Many thanks to Beatriz Galli, a graduate of our International Reproductive and Sexual Health Law Programme, for preparing this legal comment for the REPROHEALTHLAW listserve. Beatriz currently works for Ipas Brazil as a Policy Associate for the Latin America and Caribbean regions.
Comment on Alyne da Silva Pimentel Teixeira Case: landmark decision for womens human rights related to maternal mortality in Brazil
Committee on the Elimination of Discrimination against Women (CEDAW) Communication No. 17/2008
by Beatriz Galli
On August 10 2001, the Committee on the Elimination of Discrimination against Women (CEDAW) issued its landmark decision on the Communication No. 17/2008. The case was filed by the organization Advocaci – Advocacia Cidada pelos Direitos Humanos and the Center for Reproductive Rights against the state of Brazil on November 30th 2007. This is the first decision establishing states’ international responsibility on preventable maternal death case within the UN Human Rights System.
Alyne da Silva Pimentel Teixeira was twenty years old, was married and had a five-year-old daughter when she died in the state of Rio de Janeiro, on November 16 2002. She was six months’ pregnant when she felt severe nausea and abdominal pain. She was examined in a health center and scheduled two days later for medical tests. Her health situation worsened and she went back and was told that her fetus was dead. 14 hours after she delivered a still birth in a private health facility, she underwent curettage surgery and became disoriented. With no transportation available, she had to wait 8 hours to be transferred to a public health hospital, where no beds were available. She had been left unattended in the hallway of the hospital for 21 hours when she died, due to the lack of appropriate medical treatment and timely emergency obstetric care.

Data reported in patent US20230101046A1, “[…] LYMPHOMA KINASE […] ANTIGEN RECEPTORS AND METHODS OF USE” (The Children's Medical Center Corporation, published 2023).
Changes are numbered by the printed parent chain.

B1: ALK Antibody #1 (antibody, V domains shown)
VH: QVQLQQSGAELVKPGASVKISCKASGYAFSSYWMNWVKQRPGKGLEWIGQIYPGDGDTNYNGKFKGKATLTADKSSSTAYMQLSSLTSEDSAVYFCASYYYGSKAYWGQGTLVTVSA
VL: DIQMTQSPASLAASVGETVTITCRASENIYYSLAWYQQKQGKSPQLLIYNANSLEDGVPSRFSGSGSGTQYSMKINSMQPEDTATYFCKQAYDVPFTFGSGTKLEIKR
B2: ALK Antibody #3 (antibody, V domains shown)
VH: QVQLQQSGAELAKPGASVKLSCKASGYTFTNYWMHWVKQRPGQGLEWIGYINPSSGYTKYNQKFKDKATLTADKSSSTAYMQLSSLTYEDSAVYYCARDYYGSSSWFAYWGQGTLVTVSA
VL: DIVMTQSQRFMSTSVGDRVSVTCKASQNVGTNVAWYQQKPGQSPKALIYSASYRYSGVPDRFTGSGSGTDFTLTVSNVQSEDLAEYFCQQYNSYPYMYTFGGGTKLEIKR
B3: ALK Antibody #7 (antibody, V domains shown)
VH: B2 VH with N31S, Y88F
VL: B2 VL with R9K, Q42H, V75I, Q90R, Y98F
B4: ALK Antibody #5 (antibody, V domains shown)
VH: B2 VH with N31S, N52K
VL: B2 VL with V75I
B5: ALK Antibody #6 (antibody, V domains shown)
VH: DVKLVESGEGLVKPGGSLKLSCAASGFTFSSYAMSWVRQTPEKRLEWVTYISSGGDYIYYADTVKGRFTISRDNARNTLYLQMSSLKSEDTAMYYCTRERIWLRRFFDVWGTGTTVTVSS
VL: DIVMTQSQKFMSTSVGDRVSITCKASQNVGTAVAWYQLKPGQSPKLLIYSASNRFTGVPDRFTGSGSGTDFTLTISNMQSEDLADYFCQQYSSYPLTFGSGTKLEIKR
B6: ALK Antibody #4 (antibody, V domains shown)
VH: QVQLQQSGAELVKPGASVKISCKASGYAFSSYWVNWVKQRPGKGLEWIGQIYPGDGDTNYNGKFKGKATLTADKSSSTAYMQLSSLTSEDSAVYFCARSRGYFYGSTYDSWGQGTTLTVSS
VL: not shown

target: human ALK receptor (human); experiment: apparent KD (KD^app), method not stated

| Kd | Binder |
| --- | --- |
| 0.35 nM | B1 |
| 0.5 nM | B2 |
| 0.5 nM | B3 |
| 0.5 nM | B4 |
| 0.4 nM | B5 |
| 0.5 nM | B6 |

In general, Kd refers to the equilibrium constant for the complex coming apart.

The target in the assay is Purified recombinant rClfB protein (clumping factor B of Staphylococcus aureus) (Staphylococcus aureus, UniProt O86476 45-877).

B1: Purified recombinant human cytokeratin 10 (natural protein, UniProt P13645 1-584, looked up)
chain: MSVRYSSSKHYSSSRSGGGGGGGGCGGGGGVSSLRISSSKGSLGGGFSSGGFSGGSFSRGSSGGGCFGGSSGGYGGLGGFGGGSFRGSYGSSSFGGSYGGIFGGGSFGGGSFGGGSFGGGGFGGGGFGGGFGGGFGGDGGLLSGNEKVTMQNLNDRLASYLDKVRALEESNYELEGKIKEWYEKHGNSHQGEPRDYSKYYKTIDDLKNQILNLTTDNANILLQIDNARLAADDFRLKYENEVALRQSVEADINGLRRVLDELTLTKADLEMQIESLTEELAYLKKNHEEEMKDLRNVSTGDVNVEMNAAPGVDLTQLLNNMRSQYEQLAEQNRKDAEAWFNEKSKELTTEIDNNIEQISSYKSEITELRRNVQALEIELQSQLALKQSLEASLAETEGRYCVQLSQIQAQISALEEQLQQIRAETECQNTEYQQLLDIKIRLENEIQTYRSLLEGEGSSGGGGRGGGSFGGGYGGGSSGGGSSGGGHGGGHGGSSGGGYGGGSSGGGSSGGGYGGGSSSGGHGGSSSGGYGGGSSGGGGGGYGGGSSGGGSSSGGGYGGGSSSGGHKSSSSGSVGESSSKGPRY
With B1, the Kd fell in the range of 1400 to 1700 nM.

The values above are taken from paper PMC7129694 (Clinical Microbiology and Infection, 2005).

Regarding the merits, the Committee�s decided that her death was a maternal death. It established: the state�s neglect of its due diligence obligation to ensure appropriate services in connection with pregnancy; the state�s neglect of its duty to regulate and monitor private health care institutions; the state’s failure to address the multiple forms of discrimination against a woman of African descent and poor socio economic background; and the state’s failure to ensure effective judicial protection for the family. The Committee considered that the state party violated its obligations under article 12 (access to health), article 2 (c) (access to justice), article 2 (e) (states parties’ due diligence obligation to regulate the activities of private health service providers), in conjunction with article 1 (discrimination against women), of the Convention, read together with general recommendations No. 24 and 28 It made several recommendations to Brazil to comply with its international human rights obligations including appropriate compensation to her family, and more generally ensuring women�s rights to safe motherhood and affordable access to emergency obstetric care.
Scan of this new CEDAW decision: Alyne da Silva Pimentel Teixeira (deceased) v Brazil, CEDAW, UN Doc CEDAW/C/49/D/17/2008 (2011) Online here
Amicus Curiae Brief by CLADEM: English version Portuguese version
Press release from the Centre for Reproductive Rights: online here
Further background from Center for Reproductive Rights: online here
“Invoking Human Rights to Reduce Maternal Deaths,” by Rebecca J. Cook & Maria Beatriz Galli Bevilacqua (January 3, 2004). The Lancet 2004; 363(9402): 73 . Abstract online here.